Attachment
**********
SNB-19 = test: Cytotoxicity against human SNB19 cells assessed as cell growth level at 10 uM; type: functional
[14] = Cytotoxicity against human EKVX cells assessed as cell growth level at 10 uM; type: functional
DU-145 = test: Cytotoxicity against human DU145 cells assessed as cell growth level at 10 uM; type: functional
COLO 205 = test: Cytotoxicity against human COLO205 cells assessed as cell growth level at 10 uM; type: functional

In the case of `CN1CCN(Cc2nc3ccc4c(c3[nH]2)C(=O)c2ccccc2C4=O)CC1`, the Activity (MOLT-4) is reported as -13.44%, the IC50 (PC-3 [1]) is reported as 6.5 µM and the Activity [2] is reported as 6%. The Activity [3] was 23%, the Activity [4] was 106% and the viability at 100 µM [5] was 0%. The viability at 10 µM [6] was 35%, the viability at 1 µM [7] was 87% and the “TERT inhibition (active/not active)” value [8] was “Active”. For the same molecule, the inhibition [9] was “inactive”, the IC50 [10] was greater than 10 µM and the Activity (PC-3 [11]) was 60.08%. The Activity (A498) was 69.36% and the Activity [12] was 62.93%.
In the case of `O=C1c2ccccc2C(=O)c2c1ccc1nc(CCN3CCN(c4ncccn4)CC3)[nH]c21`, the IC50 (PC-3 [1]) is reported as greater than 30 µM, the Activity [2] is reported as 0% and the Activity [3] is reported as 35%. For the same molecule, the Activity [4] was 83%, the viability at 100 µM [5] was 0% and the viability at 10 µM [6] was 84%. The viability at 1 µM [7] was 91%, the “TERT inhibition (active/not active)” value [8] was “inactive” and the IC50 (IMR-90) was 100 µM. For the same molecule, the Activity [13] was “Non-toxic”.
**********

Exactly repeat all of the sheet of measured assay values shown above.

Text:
SNB-19 = test: Cytotoxicity against human SNB19 cells assessed as cell growth level at 10 uM; type: functional
[14] = Cytotoxicity against human EKVX cells assessed as cell growth level at 10 uM; type: functional
DU-145 = test: Cytotoxicity against human DU145 cells assessed as cell growth level at 10 uM; type: functional
COLO 205 = test: Cytotoxicity against human COLO205 cells assessed as cell growth level at 10 uM; type: functional

In the case of `CN1CCN(Cc2nc3ccc4c(c3[nH]2)C(=O)c2ccccc2C4=O)CC1`, the Activity (MOLT-4) is reported as -13.44%, the IC50 (PC-3 [1]) is reported as 6.5 µM and the Activity [2] is reported as 6%. The Activity [3] was 23%, the Activity [4] was 106% and the viability at 100 µM [5] was 0%. The viability at 10 µM [6] was 35%, the viability at 1 µM [7] was 87% and the “TERT inhibition (active/not active)” value [8] was “Active”. For the same molecule, the inhibition [9] was “inactive”, the IC50 [10] was greater than 10 µM and the Activity (PC-3 [11]) was 60.08%. The Activity (A498) was 69.36% and the Activity [12] was 62.93%.
In the case of `O=C1c2ccccc2C(=O)c2c1ccc1nc(CCN3CCN(c4ncccn4)CC3)[nH]c21`, the IC50 (PC-3 [1]) is reported as greater than 30 µM, the Activity [2] is reported as 0% and the Activity [3] is reported as 35%. For the same molecule, the Activity [4] was 83%, the viability at 100 µM [5] was 0% and the viability at 10 µM [6] was 84%. The viability at 1 µM [7] was 91%, the “TERT inhibition (active/not active)” value [8] was “inactive” and the IC50 (IMR-90) was 100 µM. For the same molecule, the Activity [13] was “Non-toxic”.